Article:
Getting Beamforming Right in the Millimeter-wave Bands

We hear a lot about beamforming in the trade press, on podcasts and elsewhere, but what is it and why do we care?

Beamforming involves the precise phase shifting of the elements of an antenna array to generate a very narrow beam focused in a very specific direction.  The narrow beam greatly increases the gain as seen by the intended receiver, while at the same time reducing interference as seen by other devices in close proximity.  It is useful in sub-6 GHz applications, but its real value comes in the millimeter-wave bands where it helps to overcome the very high free space path loss[1] (FSPL) and oxygen absorption[2] that occurs at 60 GHz.  Beamforming can be done in three different ways:

  • Analog beamforming
  • Digital beamforming
  • Hybrid beamforming

A high-level overview of these different techniques will lead to a discussion of MIMO (multiple input, multiple output) technology, which is a form of spatial multiplexing that leverages beamforming technology.  There are two parts to any radio system and they are the digital baseband modem and the RF subsystem (RFIC + antenna array).  Each has a role to play in the beamforming process.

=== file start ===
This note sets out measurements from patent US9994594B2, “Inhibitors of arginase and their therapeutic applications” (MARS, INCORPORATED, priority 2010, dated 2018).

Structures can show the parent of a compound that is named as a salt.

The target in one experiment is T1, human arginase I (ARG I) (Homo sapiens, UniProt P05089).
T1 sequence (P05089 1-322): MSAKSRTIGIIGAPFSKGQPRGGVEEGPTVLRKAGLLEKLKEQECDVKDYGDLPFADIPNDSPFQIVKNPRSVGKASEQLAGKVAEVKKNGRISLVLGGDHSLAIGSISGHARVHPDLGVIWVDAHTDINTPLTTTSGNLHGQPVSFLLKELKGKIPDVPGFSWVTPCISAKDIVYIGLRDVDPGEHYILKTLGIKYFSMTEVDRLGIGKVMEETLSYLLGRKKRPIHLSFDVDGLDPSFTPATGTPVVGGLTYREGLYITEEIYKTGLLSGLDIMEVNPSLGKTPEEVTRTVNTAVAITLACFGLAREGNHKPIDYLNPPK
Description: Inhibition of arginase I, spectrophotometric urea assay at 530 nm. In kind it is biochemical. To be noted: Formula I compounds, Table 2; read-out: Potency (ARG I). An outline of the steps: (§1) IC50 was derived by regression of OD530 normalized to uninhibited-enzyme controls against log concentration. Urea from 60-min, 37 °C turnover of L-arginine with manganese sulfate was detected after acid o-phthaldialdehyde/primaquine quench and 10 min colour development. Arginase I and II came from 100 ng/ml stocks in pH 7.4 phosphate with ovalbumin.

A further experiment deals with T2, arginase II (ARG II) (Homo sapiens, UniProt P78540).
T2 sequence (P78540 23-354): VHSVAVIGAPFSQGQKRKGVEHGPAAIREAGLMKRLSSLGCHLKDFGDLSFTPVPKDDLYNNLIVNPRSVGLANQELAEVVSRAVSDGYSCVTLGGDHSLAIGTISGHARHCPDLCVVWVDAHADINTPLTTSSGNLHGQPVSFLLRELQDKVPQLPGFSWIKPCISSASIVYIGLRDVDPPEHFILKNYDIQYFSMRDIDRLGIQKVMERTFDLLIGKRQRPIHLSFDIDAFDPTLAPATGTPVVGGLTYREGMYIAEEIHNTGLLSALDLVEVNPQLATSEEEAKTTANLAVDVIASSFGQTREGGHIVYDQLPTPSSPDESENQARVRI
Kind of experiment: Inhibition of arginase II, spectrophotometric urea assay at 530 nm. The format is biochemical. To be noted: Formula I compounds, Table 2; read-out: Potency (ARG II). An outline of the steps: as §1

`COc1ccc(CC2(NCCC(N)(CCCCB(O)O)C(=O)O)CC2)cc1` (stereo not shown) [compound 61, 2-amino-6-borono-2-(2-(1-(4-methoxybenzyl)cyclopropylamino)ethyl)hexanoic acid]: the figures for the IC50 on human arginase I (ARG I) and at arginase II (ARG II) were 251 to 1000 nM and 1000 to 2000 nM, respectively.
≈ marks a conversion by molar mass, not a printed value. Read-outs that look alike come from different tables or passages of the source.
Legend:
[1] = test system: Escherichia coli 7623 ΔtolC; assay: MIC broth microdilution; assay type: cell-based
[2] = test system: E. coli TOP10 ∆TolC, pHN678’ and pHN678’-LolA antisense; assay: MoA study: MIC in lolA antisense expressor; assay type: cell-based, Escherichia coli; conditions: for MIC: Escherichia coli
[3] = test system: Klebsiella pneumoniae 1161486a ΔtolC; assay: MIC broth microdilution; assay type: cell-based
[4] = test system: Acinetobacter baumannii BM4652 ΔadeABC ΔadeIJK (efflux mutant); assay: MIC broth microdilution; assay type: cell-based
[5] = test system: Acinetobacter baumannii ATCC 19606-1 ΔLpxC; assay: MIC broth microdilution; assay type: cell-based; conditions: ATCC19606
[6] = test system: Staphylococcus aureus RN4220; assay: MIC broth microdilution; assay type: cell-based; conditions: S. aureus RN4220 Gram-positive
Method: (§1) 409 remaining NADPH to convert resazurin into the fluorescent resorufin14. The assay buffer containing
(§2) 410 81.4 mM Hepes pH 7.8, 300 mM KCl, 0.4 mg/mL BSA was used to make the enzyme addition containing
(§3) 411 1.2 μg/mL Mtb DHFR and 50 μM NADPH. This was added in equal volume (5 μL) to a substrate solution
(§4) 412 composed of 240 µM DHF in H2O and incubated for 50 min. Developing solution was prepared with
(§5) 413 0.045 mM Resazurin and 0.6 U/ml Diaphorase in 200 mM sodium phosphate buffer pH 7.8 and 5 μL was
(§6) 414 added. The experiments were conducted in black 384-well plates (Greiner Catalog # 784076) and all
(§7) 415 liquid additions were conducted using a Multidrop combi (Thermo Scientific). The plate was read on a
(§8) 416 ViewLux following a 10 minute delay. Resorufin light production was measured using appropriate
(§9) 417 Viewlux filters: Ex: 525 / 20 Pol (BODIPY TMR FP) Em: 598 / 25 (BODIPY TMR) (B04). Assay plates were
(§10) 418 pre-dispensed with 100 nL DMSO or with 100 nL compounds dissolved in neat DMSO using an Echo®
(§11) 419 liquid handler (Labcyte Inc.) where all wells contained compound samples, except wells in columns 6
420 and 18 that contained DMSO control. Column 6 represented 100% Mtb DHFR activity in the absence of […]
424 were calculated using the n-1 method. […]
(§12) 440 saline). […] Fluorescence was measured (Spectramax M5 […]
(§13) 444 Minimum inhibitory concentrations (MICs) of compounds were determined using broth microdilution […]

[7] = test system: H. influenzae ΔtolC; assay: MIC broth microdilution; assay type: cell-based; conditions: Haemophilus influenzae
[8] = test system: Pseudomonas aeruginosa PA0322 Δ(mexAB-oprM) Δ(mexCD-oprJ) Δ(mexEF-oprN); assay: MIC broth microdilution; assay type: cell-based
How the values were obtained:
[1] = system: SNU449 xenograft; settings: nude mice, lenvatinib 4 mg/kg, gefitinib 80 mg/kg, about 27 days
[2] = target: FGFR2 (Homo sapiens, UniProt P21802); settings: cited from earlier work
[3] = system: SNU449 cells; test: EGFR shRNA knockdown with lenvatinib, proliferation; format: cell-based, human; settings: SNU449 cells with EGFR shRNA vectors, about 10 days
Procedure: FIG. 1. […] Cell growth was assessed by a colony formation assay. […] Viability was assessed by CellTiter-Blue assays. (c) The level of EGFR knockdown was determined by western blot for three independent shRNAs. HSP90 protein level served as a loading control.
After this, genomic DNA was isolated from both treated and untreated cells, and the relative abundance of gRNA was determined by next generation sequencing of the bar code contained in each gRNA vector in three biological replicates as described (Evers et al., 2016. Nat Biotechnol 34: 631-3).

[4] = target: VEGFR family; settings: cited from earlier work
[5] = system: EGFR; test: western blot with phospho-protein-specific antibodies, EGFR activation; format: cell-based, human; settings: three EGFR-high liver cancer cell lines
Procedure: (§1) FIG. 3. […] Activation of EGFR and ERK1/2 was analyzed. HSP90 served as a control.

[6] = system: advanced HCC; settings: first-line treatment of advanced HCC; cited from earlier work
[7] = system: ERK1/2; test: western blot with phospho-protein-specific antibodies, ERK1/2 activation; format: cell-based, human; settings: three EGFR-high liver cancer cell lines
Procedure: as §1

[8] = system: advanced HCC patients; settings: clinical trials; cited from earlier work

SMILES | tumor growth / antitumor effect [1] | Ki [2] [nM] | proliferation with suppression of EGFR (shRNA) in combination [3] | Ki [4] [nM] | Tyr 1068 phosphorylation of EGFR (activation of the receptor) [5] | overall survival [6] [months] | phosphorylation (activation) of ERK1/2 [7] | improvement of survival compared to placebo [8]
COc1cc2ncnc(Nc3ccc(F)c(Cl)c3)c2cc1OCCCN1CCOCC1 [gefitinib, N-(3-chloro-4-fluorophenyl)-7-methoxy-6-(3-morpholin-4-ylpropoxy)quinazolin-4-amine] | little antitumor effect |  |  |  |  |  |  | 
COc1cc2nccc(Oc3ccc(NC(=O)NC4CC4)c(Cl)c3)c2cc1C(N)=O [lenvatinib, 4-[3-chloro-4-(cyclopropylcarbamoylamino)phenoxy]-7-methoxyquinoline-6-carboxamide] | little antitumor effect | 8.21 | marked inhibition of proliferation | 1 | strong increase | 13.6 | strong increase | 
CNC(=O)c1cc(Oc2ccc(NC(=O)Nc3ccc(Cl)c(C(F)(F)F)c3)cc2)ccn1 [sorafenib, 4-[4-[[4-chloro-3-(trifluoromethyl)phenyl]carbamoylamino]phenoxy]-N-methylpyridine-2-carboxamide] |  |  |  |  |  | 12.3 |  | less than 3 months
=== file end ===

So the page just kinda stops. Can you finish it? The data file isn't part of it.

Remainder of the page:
Analog Beamforming

With analog beamforming a single data stream is sent from the digital baseband through a radio chain that creates an analog signal in the millimeter-wave band.  That signal is then sent through an array of phase shifters to create a very narrow beam with a tremendous amount of gain.  Depending on design you could see as much as a 30 dBi[3] (decibels relative to isotropic) of antenna gain from a large array.  These arrays use patch antenna elements that are each about 2 millimeters square when operating at 60 GHz.  It is possible to have as many as 256 of these elements in an array.  By precisely altering the phase (and amplitude) of each patch antenna elements, it is possible to create a very narrow beam focused in a very specific direction.  Since power as defined by EIRP (Effective Isotropic Radiated Power) is limited by regulation[4], the narrower the beam, the greater the gain as seen by the intended receiver.